Senators call for investigation into 'stalking apps'Today, U.S. Sens. Al Franken (D-Minn.) and Chuck Grassley (R-Iowa) led a bipartisan group of Senators in calling on key federal agencies for an investigation into mobile phone “stalking apps.”
Today, U.S. Sens. Al Franken (D-Minn.) and Chuck Grassley (R-Iowa) led a bipartisan group of Senators in calling on key federal agencies for an investigation into mobile phone “stalking apps.” The apps are designed to allow domestic abusers and stalkers to secretly track a victim’s movement and location, read a victim’s email and text messages, or listen to a victim’s phone calls – all without the victim’s knowledge or consent.
Sens. Franken and Grassley wrote a letter to the Federal Trade Commission and the Department of Justice and urged the agencies to determine whether such apps are legal under current law. The letter was also signed by Sens. Amy Klobuchar (D-Minn.), John Cornyn (R-Texas), Richard Blumenthal (D-Conn.), Lindsey Graham (R-S.C.), Sheldon Whitehouse (D-R.I.), Charles Schumer (D-N.Y.) and Dianne Feinstein (D-Calif.).
“Stalking apps are dangerous,” the senators wrote in the letter. “We ask that you quickly determine if they are also illegal. If so, we ask that the Department of Justice and the Federal Trade Commission use their full force to investigate and prosecute those behind the development and marketing of these products for illegal stalking.”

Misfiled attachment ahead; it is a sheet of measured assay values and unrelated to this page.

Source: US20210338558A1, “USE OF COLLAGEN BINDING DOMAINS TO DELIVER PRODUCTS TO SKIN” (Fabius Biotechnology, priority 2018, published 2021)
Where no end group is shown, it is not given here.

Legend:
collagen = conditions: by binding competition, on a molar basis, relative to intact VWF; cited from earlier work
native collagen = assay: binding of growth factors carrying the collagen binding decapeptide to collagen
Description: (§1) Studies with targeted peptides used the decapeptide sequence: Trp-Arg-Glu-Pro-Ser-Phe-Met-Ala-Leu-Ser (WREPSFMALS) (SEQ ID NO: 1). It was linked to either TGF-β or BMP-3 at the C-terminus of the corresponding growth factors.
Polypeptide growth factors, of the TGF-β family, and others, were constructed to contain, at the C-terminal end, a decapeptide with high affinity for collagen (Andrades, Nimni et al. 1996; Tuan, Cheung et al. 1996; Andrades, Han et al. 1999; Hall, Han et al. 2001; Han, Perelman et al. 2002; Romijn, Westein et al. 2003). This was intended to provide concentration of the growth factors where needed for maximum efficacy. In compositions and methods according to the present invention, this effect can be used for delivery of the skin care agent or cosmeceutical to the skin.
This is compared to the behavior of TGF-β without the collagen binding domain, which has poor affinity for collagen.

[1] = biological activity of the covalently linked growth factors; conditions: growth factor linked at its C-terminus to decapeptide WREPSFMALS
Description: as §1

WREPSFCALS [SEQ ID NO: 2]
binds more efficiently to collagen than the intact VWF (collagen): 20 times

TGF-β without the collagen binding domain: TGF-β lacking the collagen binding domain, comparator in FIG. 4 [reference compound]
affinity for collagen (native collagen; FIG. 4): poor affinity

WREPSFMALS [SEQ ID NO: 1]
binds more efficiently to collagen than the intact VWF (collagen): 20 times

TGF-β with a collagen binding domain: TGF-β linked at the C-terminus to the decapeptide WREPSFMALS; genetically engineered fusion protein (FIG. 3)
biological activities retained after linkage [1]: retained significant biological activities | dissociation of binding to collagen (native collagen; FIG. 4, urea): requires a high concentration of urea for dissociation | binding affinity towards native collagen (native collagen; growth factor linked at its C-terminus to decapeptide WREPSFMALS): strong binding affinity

Stalking apps are directly marketed to individuals seeking to secretly track their spouses and intimate partners. “Worried about your spouse cheating?” one apps’ website asked, offering the ability to “Track every text, every call and every move They make Using our easy Cell Phone Spy Software.” Other apps make similar claims, telling users that they can “track her movements throughout the day” or even “tap her actual phone call.” According to 2006 Bureau of Justice Statistics data, some 26,000 Americans are victims of GPS stalking annually, including by cell phone – although most advocates believe that number if considerably larger in 2011.
The letter cites an example of a victim from St. Louis County, Minnesota, who was tracked by her abuser through her smartphone during her trips to various county buildings to obtain an Order of Protection against him. This example was drawn from testimony submitted by the Minnesota Coalition for Battered Women and the National Network to End Domestic Violence to the Senate Judiciary Subcommittee on Privacy, Technology and the Law, which Senator Franken chairs.